Rumors are floating around that several RV bloggers were recently involved in an outdoorsy comedy-of-errors: a hike full of mistakes and misadventures. Oh sure it seemed like that at the time. But without any undue contrarianism or facetiousness, I'm here to tell you that it was a great success, and is worthy of emulation.

There is one bit of facetiousness that I would like to play with: instead of ridiculing the "Naturalistic Fallacy", I would like to pretend that I agree with it, that is, that everything "natural" is "good", and unnatural is bad.  I am going to argue that misadventure during an outing, whatever be the cause, brings on a more natural -- and better -- experience. 

Consider first how unnatural hiking is. What natural purpose does it serve? None that I can see.  Is this not ironic, considering the demographic and self-image of hikers? They see themselves as environmentally-correct nature lovers. They think that their sport is the "gr…

Lessons From Today's Outdoors Success Story

The other day I was asking for reader's examples of exercise success stories. Today provided one for me to describe. It is especially worth writing about because it was a hike, and it takes some effort and finesse to make hiking fun. 

1) Homo Sapiens is a tribal animal. Hike with others. Solitude and nature sometimes get connected in preachy sentimentalisms, but this just isn't accurate. In fact, solitude sucks for us, as it does for a dog -- and for the same reason. Don't detract from the social interaction by focusing on only one person, or by going exactly at the perfect pace for you, as if other people don't matter.

2) Emphasize intensity, not duration. Intensity stimulates you to do your best; it is inherently interesting and dramatic. (And, brother, hiking could use a little drama.) Lotsa miles and hours are merely things to be endured.

3) Lean against the big disadvantages of hiking: heat and still air. Look for coolish conditions. Don't start too late in the d…

Can You Pass-on Your Exercise Success Story?

I don't mind admitting that other people have helped to give me good ideas, where exercise is concerned. Over the course of a lifetime, it has happened four-to-six times, and it would help me out if it happened again. Specifically, I need some help with hiking. There are people who blog about hiking, and they do a good job of it; but it doesn't seem to help me visualize the sport as interesting.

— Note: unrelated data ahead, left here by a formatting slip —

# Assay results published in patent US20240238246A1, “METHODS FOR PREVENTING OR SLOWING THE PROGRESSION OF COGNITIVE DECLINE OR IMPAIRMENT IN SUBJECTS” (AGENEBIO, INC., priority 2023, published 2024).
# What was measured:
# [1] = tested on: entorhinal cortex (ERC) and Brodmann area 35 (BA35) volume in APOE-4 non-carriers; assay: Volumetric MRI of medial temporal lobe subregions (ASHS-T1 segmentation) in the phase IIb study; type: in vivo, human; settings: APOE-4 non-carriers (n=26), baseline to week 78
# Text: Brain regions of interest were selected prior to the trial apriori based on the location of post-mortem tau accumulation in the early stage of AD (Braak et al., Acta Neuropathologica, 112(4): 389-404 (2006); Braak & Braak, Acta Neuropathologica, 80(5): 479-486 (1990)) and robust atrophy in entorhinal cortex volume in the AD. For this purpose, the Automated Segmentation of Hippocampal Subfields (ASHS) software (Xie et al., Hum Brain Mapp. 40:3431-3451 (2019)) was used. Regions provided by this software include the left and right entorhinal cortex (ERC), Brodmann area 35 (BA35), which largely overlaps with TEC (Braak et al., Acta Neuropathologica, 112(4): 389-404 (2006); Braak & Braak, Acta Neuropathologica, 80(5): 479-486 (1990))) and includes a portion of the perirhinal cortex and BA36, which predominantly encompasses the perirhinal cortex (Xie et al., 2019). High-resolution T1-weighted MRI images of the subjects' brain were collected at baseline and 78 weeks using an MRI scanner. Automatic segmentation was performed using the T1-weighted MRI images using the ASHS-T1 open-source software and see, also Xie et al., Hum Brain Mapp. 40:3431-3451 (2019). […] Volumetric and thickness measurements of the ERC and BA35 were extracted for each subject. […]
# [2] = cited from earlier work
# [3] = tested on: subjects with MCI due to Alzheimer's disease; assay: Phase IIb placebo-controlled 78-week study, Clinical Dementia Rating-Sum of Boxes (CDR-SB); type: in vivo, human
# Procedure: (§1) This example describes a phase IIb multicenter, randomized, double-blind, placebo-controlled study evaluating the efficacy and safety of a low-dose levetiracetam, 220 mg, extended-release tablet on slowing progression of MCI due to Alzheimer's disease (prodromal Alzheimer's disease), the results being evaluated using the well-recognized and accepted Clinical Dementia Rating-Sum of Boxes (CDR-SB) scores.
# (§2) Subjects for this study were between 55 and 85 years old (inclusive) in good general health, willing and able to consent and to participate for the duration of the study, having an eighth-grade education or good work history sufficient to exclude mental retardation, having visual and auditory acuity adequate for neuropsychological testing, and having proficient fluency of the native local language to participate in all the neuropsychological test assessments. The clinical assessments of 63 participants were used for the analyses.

Isn't it odd how people never get around to discussing the philosophy of exercise? By 'philosophy' I mean the basic questions. What are you trying to accomplish? Why does one sport work better than another, and why does this vary with the person? What is the biggest drawback to the sport, and how do you overcome it? 

And most of all: How do you turn this kind of exercise into something that you actually want to do, instead of something that you are forcing yourself to do? This has been the secret to most of my success with exercise. I've emphasized hedonism, rather than …

How Can a Traveler Best "Lie Fallow" in Winter?

You've heard me advertise that a traveler should take a couple months off in the winter, and live differently that the rest of the year. Even if you don't agree, I ask you to pretend that you do, so that we can play ball and see where it goes.

We need a metaphor, lest we drown in petty details and verbosity. Consider the remarkable statement that the Wikipedia article on "Crop Rotation" starts off with:
Middle Eastern farmers practiced crop rotation in 6000 BC without understanding the chemistry, alternately planting legumes and cereals. Then the three crop rotation became the tradition, by adding a fallow field as one of the three "crops." Wikipedia was vague on how a fallow field was actually helpful.  Did it just sit there, doing nothing?

Fallow fields were replaced later by growing turnips and clover (a legume) in a four crop rotation. Thus the amount of food increased. (See the Wikipedia article on the "British Agricultural Revolution.") Today…

'Best in Show:' Wild Canids in the Canyon

The reader might be familiar with the semi-recent movie, "Best in Show." The spine of the plot is a dog show, but it is not really a 'dog movie.' Rather, it's a comedic mockumentary about their neurotic human owners.